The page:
Diagnostic test accuracy and prevalence inferences based on joint and sequential testing with finite population sampling

Chun Lung Su, Ian Gardner, Wesley O. Johnson

Research output: Contribution to journalArticle

18 Scopus citations

Abstract

The two-test two-population model, originally formulated by Hui and Walter, for estimation of test accuracy and prevalence estimation assumes conditionally independent tests, constant accuracy across populations and binomial sampling. The binomial assumption is incorrect if all individuals in a population e.g. child-care centre, village in Africa, or a cattle herd are sampled or if the sample size is large relative to population size. In this paper, we develop statistical methods for evaluating diagnostic test accuracy and prevalence estimation based on finite sample data in the absence of a gold standard. Moreover, two tests are often applied simultaneously for the purpose of obtaining a 'joint' testing strategy that has either higher overall sensitivity or specificity than either of the two tests considered singly. Sequential versions of such strategies are often applied in order to reduce the cost of testing. We thus discuss joint (simultaneous and sequential) testing strategies and inference for them. Using the developed methods, we analyse two real and one simulated data sets, and we compare 'hypergeometric' and 'binomial-based' inferences. Our findings indicate that the posterior standard deviations for prevalence (but not sensitivity and specificity) based on finite population sampling tend to be smaller than their counterparts for infinite population sampling. Finally, we make recommendations about how small the sample size should be relative to the population size to warrant use of the binomial model for prevalence estimation.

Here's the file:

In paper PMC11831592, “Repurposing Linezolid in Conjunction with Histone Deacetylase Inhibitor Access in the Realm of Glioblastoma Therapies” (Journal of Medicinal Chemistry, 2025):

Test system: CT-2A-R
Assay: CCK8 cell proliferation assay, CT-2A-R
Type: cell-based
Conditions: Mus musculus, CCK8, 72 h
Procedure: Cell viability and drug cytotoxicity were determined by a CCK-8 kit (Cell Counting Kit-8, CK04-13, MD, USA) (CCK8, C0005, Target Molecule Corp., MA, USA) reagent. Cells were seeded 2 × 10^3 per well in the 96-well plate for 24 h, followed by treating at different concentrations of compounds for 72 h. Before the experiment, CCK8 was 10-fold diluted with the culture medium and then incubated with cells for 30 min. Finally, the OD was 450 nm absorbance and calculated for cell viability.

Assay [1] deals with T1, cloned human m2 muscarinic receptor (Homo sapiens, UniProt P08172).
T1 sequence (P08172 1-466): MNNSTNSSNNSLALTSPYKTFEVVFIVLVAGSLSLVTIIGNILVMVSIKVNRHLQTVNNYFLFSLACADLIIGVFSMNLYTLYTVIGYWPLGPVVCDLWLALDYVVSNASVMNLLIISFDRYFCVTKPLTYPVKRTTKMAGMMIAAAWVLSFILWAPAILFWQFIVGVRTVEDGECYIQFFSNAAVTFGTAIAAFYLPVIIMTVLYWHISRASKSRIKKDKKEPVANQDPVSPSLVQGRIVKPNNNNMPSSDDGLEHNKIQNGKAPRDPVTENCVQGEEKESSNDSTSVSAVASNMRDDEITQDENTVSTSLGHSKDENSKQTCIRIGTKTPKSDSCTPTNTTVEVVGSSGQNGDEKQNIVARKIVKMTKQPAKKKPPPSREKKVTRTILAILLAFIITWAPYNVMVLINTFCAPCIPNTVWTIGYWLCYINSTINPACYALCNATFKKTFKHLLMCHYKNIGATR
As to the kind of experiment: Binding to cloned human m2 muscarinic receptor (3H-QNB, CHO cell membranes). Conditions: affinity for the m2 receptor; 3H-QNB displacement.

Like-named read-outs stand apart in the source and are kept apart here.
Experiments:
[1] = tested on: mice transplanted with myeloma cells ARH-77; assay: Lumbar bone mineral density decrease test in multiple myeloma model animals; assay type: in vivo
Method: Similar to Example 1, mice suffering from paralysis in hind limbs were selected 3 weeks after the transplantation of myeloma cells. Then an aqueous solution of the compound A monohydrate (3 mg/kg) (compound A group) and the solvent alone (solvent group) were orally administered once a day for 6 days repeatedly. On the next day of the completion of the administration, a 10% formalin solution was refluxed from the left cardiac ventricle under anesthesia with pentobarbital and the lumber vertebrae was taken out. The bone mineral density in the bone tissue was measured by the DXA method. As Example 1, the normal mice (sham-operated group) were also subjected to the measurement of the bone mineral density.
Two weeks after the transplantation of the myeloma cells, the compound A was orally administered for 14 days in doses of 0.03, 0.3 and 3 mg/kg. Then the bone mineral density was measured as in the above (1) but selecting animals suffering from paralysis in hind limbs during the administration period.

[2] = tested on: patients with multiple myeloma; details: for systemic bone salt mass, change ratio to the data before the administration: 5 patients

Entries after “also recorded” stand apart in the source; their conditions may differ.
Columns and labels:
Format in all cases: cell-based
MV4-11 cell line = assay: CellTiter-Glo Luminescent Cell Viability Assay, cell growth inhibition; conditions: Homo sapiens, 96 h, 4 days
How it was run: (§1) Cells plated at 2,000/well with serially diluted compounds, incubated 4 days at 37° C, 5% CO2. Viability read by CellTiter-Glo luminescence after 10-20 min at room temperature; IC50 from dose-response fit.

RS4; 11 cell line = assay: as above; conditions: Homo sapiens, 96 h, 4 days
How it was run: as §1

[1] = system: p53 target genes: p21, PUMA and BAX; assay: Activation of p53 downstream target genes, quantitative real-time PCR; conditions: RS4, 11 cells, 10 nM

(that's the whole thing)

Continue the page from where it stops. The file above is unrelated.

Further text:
Original languageEnglish (US)
Pages (from-to)2237-2255
Number of pages19
JournalStatistics in Medicine
Volume23
Issue number14
DOIs
StatePublished - Jul 30 2004

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Keywords

  • Bayesian approach
  • Gibbs sampling
  • Hypergeometric distribution
  • Prevalence
  • Sensitivity
  • Specificity

ASJC Scopus subject areas

  • Epidemiology
  • Statistics and Probability

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